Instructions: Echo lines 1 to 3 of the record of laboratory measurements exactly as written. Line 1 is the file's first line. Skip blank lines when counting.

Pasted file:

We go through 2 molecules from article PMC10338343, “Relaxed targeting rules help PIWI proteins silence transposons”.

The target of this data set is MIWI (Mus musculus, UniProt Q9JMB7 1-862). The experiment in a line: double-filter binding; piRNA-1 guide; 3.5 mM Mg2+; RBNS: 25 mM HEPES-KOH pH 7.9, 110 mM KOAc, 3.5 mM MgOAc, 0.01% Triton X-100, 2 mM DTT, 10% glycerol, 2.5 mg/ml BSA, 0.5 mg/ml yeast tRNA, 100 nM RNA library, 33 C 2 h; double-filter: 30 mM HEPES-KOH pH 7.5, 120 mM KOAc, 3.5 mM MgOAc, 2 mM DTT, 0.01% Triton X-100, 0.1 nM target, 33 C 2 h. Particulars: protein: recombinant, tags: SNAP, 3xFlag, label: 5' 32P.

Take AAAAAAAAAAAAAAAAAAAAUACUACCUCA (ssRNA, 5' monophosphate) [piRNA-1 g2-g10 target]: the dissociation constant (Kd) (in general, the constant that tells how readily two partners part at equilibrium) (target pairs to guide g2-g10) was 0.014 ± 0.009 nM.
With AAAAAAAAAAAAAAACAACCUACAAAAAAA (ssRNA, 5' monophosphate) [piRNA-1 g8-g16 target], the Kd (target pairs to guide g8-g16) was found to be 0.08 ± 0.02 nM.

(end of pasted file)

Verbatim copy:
We go through 2 molecules from article PMC10338343, “Relaxed targeting rules help PIWI proteins silence transposons”.

The target of this data set is MIWI (Mus musculus, UniProt Q9JMB7 1-862). The experiment in a line: double-filter binding; piRNA-1 guide; 3.5 mM Mg2+; RBNS: 25 mM HEPES-KOH pH 7.9, 110 mM KOAc, 3.5 mM MgOAc, 0.01% Triton X-100, 2 mM DTT, 10% glycerol, 2.5 mg/ml BSA, 0.5 mg/ml yeast tRNA, 100 nM RNA library, 33 C 2 h; double-filter: 30 mM HEPES-KOH pH 7.5, 120 mM KOAc, 3.5 mM MgOAc, 2 mM DTT, 0.01% Triton X-100, 0.1 nM target, 33 C 2 h. Particulars: protein: recombinant, tags: SNAP, 3xFlag, label: 5' 32P.

Take AAAAAAAAAAAAAAAAAAAAUACUACCUCA (ssRNA, 5' monophosphate) [piRNA-1 g2-g10 target]: the dissociation constant (Kd) (in general, the constant that tells how readily two partners part at equilibrium) (target pairs to guide g2-g10) was 0.014 ± 0.009 nM.